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Port Chester Dentist Gives Trick-or-Treat Tips

PORT CHESTER, N.Y. - There’s no need to remind children, or parents for that matter, that Halloween is just around the corner. With that in mind, Rye Brook dentist Lou Cooper has some tips to help parents prepare to celebrate a holiday centered on the consumption of sugary treats while still watching out for their children’s health.

According to the U.S. Department of Agriculture, the average American consumes 180 pounds of sugar and 24.7 pounds of candy per year, statistics that bring us right to Halloween — only a few Snickers bars away. For most children, this means gobs of Gobstompers that will keep them sugared up till the spring thaw. But for parents, Oct. 31 means a grab bag of health challenges.

“Kids understand that it is a sweet holiday and there is a lot of candy involved so it’s not particularly healthy,” said Cooper, a dentist at NY Pediatric Dentistry on S. Ridge Street. “It gives us an opportunity to emphasize oral health and let children know how, and how much, they should eat.”

The American Dental Association has suggestions for parents so their kids can maintain good oral health despite Halloween and throughout the year. Halloween candy — and other sugary foods — should be consumed with meals, because saliva production increases while eating. This helps neutralize acids produced by bacteria in the mouth and helps rinse away food particles.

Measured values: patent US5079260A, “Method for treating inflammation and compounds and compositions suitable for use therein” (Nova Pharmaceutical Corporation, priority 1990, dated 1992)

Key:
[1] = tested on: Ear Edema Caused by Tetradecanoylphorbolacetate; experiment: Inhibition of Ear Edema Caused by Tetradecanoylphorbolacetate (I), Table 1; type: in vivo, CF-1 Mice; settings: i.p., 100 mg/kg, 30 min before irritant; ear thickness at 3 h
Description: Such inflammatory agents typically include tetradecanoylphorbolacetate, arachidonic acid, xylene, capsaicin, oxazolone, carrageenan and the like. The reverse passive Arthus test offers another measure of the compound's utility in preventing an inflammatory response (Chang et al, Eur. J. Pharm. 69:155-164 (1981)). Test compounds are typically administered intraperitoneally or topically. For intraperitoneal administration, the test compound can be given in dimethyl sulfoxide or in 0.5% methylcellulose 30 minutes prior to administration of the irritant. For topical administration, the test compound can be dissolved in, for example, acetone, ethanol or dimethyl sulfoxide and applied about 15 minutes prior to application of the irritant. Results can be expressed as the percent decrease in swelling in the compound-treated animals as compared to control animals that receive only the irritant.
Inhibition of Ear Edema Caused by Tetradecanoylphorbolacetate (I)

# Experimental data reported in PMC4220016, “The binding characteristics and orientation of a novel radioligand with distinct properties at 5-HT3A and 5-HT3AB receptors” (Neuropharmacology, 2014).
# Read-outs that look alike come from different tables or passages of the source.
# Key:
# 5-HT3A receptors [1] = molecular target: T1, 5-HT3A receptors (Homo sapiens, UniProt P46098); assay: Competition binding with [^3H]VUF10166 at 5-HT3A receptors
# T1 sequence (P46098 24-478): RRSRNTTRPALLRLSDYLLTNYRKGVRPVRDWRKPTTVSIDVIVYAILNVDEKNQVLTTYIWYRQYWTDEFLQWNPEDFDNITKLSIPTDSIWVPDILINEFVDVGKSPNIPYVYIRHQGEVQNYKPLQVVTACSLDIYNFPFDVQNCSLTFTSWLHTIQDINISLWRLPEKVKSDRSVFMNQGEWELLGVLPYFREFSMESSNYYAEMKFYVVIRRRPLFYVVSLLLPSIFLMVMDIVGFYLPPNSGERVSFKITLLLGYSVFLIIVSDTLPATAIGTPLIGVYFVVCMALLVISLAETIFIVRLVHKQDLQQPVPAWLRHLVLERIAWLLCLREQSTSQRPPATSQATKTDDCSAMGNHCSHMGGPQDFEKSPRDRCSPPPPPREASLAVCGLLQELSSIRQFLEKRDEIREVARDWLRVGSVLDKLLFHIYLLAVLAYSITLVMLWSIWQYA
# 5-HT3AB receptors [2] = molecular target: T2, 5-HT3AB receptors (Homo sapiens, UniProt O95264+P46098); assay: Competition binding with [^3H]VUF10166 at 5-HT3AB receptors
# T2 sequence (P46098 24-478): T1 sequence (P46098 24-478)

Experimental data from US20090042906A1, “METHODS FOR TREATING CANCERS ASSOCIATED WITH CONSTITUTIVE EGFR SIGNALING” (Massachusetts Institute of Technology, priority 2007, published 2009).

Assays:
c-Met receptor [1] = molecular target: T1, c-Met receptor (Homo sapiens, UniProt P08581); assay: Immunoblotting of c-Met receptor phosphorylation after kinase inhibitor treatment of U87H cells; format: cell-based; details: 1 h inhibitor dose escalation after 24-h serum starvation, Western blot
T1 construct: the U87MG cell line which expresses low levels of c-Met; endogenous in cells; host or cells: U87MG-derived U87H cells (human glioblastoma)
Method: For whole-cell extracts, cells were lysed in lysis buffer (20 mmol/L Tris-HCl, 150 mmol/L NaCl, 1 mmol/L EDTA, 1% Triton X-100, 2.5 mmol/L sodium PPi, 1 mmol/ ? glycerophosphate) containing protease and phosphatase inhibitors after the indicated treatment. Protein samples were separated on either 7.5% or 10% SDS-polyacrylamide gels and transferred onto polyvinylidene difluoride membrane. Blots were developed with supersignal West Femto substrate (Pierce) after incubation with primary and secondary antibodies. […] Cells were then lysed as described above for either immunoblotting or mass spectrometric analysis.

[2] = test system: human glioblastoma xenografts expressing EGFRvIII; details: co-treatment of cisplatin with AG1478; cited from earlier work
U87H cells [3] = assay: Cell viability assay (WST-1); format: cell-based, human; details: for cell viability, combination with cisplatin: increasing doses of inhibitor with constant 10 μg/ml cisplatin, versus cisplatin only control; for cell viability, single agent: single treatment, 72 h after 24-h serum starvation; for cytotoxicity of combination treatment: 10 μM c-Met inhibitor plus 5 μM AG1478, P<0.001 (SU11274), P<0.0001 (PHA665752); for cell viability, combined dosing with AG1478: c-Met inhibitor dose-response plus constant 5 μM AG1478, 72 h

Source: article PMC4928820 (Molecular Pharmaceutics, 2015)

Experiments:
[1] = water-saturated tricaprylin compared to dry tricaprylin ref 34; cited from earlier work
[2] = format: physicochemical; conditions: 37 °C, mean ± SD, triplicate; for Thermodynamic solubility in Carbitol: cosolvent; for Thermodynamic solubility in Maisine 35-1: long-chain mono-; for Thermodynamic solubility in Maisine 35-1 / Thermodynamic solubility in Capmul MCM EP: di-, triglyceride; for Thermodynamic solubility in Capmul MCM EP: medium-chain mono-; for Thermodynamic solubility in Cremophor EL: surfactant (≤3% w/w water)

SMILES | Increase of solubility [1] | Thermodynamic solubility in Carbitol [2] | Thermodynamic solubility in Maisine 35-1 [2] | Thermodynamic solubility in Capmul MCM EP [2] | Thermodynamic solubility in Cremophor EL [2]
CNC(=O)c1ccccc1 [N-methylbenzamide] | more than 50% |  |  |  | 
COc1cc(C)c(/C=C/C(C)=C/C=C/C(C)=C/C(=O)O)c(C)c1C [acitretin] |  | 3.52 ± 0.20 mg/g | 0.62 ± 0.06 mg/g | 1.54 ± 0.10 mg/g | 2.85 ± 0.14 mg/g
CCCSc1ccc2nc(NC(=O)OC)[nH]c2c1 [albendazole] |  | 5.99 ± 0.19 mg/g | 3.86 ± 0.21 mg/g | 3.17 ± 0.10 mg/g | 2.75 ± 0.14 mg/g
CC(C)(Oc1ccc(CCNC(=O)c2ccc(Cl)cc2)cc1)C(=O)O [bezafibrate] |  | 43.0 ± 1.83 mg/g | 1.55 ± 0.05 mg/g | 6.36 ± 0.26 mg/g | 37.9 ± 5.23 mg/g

Cooper adds that, in terms of oral health, it is better to eat sweets at one time rather than incrementally throughout the day. Cooper also warns parents to be careful of what types of candy their children are eating.

“The best way is to be selective of what they have. If they want a piece of chocolate as opposed to a lollipop, that is preferable," he said. "Those candies are cleared from the mouth relatively quickly rather than those you are sucking for 10, 20 or 30 minutes.”

The length of time food remains in the mouth plays a role in hastening tooth decay. Unless it is sugar-free, hard candy subjects teeth to prolonged acid attack, which increases risk for tooth decay. This means it is recommended to avoid sticky candies that cling to the teeth, including taffy and gummy bears, among others. These confections take longer to get washed away by saliva and increase the risk for tooth decay.

After consuming, there is more that can be done to ensure better oral health. Drink more water – fluoridated if possible - to fight tooth decay and chew sugarless gum which, according to Cooper, can stimulate saliva to help clear sugars from the mouth.

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